Brevard prosecutor, defender plan to build on predecessors’ successes | FLORIDA TODAY | floridatoday.com
In the next year, Archer said he and Sheriff Wayne Ivey, who was sworn in on Monday, will create a specialized unit to target public corruption, white-collar and financial crimes. Archer said part of that will include training for prosecutors and investigators to better handle those types of cases and help victims.
The headline says that Brevard’s new public defender and state attorney will build on their predecessors successes, when the exonerations of Juan Ramos, Wilton Dedge and William Dillon all indicate that their predecessors greatest successes were in fooling the public into believing that justice was ever available in Brevard while they were in office. This decades-long sham required the cooperation of local, state and federal law enforcement as well as the cooperation of all three branches of government at the local, state and federal level.
Knowing that – and ever so much more – Florida Today published pledges to investigate public corruption from State Attorney Archer and Sheriff Ivey.
To investigate that public corruption, the pledge-makers would have to investigate not only themselves, but Florida Today, who seldom publish follow-ups for their most outlandish claims, i.e.; a former surfer named Sandra Weeks being ready to testify that she gave William Dillon the T-shirt that later became drenched with James Dvorak’s blood and DNA that wasn’t Dillon’s.
They also don’t publish follow-up stories for their spot-on claims, i.e.; the expert DNA testimony used to convict Jeffrey Abramowski was inaccurate … two markers out of 15 is not a “hit.” They also published the fact that William Dillon’s evidence arrived at Orchid Cellmark in Dallas County, Texas in suspect condition in 2008, but neglected to publish the fact that Gary Bennett’s evidence arrived at the same facility in even more suspect condition in 2010.
Brevard’s frame-ups have already cost Floridians a fortune; it is always more expensive to persecute an innocent than it is to prosecute a perpetrator, especially when coached jailhouse informants are relied on as heavily as Brevard relied upon them. Giving out permanent “get out of jail – free” to bad guys results in multiple rearrests, and doubtless much parlaying between agencies to facilitate wrist slaps and re-releases.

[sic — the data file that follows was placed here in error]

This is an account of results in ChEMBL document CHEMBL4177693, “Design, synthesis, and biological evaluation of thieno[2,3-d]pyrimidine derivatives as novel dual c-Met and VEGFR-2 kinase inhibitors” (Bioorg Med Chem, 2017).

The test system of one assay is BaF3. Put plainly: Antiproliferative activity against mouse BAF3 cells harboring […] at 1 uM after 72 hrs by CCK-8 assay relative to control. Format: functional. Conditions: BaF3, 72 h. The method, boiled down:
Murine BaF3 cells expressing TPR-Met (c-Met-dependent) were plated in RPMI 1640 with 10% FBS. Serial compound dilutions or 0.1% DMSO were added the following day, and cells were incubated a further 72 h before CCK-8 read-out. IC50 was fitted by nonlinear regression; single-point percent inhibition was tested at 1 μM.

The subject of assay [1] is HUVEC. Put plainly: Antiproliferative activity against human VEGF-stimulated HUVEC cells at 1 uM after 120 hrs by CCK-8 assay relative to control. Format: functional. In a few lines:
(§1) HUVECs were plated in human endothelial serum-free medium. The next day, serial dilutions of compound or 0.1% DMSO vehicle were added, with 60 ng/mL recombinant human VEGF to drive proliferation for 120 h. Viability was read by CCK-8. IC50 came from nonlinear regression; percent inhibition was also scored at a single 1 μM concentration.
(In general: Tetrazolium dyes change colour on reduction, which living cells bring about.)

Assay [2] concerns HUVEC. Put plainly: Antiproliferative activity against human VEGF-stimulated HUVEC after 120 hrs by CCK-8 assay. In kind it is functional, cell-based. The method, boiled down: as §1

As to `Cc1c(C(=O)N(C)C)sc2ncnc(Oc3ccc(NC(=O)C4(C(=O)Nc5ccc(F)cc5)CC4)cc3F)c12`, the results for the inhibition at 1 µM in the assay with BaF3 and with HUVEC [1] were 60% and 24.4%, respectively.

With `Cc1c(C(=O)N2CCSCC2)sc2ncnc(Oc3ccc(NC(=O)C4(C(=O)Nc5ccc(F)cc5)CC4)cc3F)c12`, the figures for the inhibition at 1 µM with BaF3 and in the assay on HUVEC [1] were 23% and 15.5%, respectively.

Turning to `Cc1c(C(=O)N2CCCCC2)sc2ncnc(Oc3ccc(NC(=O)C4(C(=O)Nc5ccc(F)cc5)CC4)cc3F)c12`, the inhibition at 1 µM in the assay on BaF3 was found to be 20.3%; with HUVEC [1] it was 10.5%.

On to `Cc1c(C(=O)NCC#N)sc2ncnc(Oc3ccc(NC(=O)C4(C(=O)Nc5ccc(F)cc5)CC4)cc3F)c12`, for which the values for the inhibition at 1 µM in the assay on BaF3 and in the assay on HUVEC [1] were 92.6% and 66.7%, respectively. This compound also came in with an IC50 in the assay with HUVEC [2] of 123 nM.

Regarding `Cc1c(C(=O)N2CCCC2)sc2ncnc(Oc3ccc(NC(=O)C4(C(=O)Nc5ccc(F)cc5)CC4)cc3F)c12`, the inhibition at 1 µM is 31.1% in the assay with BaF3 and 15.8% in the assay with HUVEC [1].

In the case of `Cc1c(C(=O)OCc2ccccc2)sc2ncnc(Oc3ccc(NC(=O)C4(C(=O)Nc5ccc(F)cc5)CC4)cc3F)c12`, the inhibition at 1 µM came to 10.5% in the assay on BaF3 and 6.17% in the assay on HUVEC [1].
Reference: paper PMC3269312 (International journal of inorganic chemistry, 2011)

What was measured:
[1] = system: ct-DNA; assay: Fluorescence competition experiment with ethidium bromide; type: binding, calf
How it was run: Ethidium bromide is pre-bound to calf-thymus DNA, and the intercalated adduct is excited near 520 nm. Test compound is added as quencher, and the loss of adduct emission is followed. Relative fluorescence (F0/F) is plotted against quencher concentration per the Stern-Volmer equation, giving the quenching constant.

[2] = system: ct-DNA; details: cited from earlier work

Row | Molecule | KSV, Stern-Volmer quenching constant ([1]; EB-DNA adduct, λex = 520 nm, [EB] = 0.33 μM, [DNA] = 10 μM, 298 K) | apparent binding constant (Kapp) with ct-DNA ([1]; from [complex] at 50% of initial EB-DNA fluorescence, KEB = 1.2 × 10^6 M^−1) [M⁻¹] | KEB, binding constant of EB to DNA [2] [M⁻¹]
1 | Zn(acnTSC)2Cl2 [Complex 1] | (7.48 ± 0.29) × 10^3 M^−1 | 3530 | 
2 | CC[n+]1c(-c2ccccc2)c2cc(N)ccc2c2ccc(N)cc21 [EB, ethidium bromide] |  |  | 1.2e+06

To do what they’ve pledged, Brevard’s new public defender, new state attorney and new sheriff would all have to investigate how Gary Bennett’s case ended up in a judicial circuit where the discredited dog handler John Preston had also testified, resulting in schizophrenic Linroy Bottoson’s wrongful execution. They would have to investigate why then-prosecutor/now State Attorney Jeff Ashton not only was comfortable with the incurably-tainted transfer, but comfortable with receiving Brevard Judge John Dean Moxley’s written admonitions not to allow the DNA to be tested, which likely more than explains why Gary’s evidence arrived at Orchid Cellmark in untestable condition, although sealed.
When you frame an innocent, you frame his entire family … you not only publicly humiliate them and destroy them financially, you deny them representation for the taxes they pay while fleecing them continually for exorbitantly-priced phone calls/financial services/sundries. Their hearts re-break on every holiday and every birthday, and at every funeral. Gary lost his brother and one of his sisters, and his mother – the magnificent Ms. Maxine – is frail … 29 years of tears takes an incredible toll.
The collusion between the Brevard/Seminole and Orange/Osceola judicial circuits is as longstanding and tangible as the collusion between the Orlando Sentinel and Florida Today. All the parties have fiduciary responsibilities to the public; all the parties are obliged to maintain the public trust.
Florida Today closed their article about newcomers with this from retiring State Attorney Norm Wolfinger, “I believe each of them fully understands that it is a privilege to serve the people of Brevard County, and that it is not about them,” he said in a statement. “It is about serving truth and justice.”
Were a word of that true, Wolfinger would have held out his wrists to be cuffed after finishing his statement, confessing to his role in frame-ups and cover-ups, and accepting ankle-braceleted permanent house arrest in a very humble home … post-asset forfeiture.
Courtesy of watching After Innocence one too many times in screening it for others, Wolfinger is one of the cast of characters in my night terrors, documented by a 48-hour EEG I’d never had run if I’d known its price tag.
I’m wishing night terrors on every last man and woman who could stand up and end conviction corruption and won’t, especially reporters. Wake up to broken teeth, wake up to a back that feels broken, wake up crying, wake up drenched in sweat, wake up so often that it feels like you’ve never slept … not for days, not for weeks, not for months.
What I endure in daily humiliation to keep writing instead of designing homes and gardens, may you all endure worse. Much worse. You’ve put hundreds of innocents in hell and then kept them there, some for 36 years.